課程講師 李曉康 ((852) 3943 7122 / email@example.com)
This course traces and examines the development of Singapore since 1819, when Stamford Raffles of the English East India Company established a trading settlement on the island. The main focuses of the course will include the political, social and economic development of Singapore since the colonial era up to the post-independent period, the characteristics of the Chinese, Malay and Indian communities in Singapore, the impact of decolonization on Singapore and Southeast Asia, the roles performed by Lee Kuan Yew and the People’s Action Party in the nation-building of Singapore, and a comparison between Singapore and Hong Kong from a historical perspective.
2. Stamford Raffles and Modern Singapore
Tarling, N. Colonial Singapore. Singapore: Straits Times Press, 2015, pp. 7-27.
3. Botanic Gardens and Singapore’s Colonial Economy
Huff, W. The Economic Growth of Singapore: Trade and Development in the Twentieth Century. Cambridge: Cambridge University Press, 1994, pp. 43-68.
4. Overseas Chinese and Peranakans in Singapore
Kwok, K. & Teng, S. Chinese. Singapore: Straits Times Press, 2018, pp. 18-39.
5. 15 February 1942: The Fall of Singapore
Comber, L. Japanese Occupation. Singapore: Straits Times Press, 2017, pp. 9-24, 40-54.
6. 9 August 1965: Independence of Singapore
Ooi, K. “Politics Divided: Malaysia-Singapore Relations.” in T. Shiraishi (Ed.) Across the Causeway: A Multi-dimensional Study of Malaysia-Singapore Relations. Singapore: Institute of Southeast Asian Studies, 2009, pp. 27-51.
7. Nation-Building of Singapore: Lee Kuan Yew and After
Barr, M. “Singapore’s Lee Kuan Yew: Traveling Light, Traveling Fast.” in R. Guha (Ed.) Makers of Modern Asia. Cambridge, MA: Harvard University Press, 2014, pp. 244-266.
8. Becoming First World Country: Economic Growth and Development in Singapore
Trocki, C. Singapore: Wealth, Power and the Culture of Control. London: Routledge, 2006, pp. 160-180.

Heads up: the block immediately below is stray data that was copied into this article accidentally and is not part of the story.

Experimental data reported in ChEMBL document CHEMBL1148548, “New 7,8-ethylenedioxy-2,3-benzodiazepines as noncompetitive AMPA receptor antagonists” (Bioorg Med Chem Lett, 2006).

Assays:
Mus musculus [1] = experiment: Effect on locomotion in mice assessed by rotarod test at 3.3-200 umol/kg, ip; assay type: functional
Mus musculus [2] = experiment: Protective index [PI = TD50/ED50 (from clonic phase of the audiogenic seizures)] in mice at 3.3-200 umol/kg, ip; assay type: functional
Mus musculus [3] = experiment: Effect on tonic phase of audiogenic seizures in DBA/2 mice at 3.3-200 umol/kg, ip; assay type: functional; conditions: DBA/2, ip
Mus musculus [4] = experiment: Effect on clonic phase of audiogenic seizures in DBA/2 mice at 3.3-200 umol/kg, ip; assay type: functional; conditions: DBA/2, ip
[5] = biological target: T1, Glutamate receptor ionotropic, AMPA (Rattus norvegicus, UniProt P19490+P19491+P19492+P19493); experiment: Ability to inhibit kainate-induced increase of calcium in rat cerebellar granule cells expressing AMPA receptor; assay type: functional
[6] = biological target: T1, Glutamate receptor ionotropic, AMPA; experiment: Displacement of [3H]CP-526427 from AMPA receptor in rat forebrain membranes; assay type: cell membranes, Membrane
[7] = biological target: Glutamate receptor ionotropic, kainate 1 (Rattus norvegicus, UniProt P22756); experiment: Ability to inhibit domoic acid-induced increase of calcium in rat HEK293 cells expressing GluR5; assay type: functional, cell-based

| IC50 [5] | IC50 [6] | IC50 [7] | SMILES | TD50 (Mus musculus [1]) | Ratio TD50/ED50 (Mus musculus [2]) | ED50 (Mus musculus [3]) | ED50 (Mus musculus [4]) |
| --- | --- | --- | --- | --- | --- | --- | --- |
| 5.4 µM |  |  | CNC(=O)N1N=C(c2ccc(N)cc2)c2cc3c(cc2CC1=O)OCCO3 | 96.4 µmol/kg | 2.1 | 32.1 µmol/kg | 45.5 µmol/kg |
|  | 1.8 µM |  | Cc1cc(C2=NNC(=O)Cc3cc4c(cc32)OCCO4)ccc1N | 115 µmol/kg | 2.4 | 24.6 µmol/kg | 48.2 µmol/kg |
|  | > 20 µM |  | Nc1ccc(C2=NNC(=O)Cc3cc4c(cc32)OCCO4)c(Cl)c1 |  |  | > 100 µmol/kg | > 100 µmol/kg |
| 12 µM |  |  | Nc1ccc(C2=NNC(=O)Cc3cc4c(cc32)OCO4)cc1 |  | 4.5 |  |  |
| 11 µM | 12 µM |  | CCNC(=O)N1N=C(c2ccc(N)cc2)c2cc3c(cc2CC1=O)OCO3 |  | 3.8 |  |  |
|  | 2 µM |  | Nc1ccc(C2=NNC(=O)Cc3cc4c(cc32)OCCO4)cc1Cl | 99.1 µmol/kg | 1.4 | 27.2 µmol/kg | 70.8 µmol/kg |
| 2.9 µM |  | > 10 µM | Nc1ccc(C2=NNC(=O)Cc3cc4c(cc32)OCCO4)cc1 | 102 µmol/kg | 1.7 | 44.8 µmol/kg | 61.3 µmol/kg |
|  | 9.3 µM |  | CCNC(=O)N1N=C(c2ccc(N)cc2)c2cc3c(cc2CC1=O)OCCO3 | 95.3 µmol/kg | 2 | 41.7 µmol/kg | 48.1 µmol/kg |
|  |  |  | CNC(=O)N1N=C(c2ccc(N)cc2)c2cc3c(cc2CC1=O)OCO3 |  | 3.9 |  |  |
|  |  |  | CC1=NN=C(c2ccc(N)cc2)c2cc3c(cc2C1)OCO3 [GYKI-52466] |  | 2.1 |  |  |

9. Reengineering the Society: Pragmatic Social Policies for Political Hegemony
Chua, B. Liberalism Disavowed: Communitarianism and State Capitalism in Singapore. Ithaca and London: Cornell University Press, 2017, pp. 74-97.
10. Moulding a Nation: Education for Elitism and Meritocracy
Tan, J. “Notions of Equality and Fairness in Education,” in K. Kennedy & J. Lee (Eds) Routledge International Handbook of Schools and Schooling in Asia. London: Routledge 2018, pp. 28-39.
11. Governing Singapore: The Government Machine under the PAP
Tan, K. “The Ideology of Pragmatism: Neo-liberal Globalisation and Political Authoritarianism in Singapore.” Journal of Contemporary Asia, 42 (1), 2012, pp. 67-92.
12. Filming Singapore: Mass and New Media in Singapore
George, C. “Consolidating Authoritarian Rule: Calibrated Coercion in Singapore.” The Pacific Review, 20 (2), 2007, pp. 127-145.
13. Beyond SG50: Past, Present and Future
Woo, J. The Evolution of the Asian Developmental State: Hong Kong and Singapore. London: Routledge, 2018. (Optional reading; E-book available in CUHK Library)
Further details will be given when the semester begins.
Online Forum on Required Readings: 20%
Students are required to write three short notes, each of which with 150-200 words in English, on three required readings assigned. Further details will be given when the semester begins.
Mid-Term Source-Based Questions: 25%
Students will have one week to complete the task of Source-Based Questions related to the development of Singapore before 1965 to be covered in the first six lectures. Further details will be given when the semester begins.
Term-End Take-Home Exam Essay: 50%
Students will be allowed two weeks to write an essay in English with 2,000-2,500 words in response to one of a few questions. The questions will be given in the second last lecture, when more details will be given.
Note: The course information is tentative and subject to change and confirmation when the semester begins in early January 2021.